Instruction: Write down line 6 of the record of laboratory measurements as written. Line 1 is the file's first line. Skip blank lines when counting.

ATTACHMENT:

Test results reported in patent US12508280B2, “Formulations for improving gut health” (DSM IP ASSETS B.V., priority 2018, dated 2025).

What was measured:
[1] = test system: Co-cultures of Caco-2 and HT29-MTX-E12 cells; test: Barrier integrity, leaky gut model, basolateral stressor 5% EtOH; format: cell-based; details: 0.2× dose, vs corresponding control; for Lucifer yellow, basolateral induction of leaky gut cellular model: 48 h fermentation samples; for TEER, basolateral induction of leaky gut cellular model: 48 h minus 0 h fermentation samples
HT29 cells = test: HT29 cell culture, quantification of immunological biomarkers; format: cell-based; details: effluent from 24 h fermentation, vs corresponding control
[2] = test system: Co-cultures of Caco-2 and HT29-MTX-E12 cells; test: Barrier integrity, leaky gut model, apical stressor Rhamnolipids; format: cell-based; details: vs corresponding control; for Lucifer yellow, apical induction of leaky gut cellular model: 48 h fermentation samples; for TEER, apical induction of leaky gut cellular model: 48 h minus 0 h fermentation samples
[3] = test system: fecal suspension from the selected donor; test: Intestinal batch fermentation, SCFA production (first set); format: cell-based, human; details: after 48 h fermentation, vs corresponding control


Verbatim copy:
[3] = test system: fecal suspension from the selected donor; test: Intestinal batch fermentation, SCFA production (first set); format: cell-based, human; details: after 48 h fermentation, vs corresponding control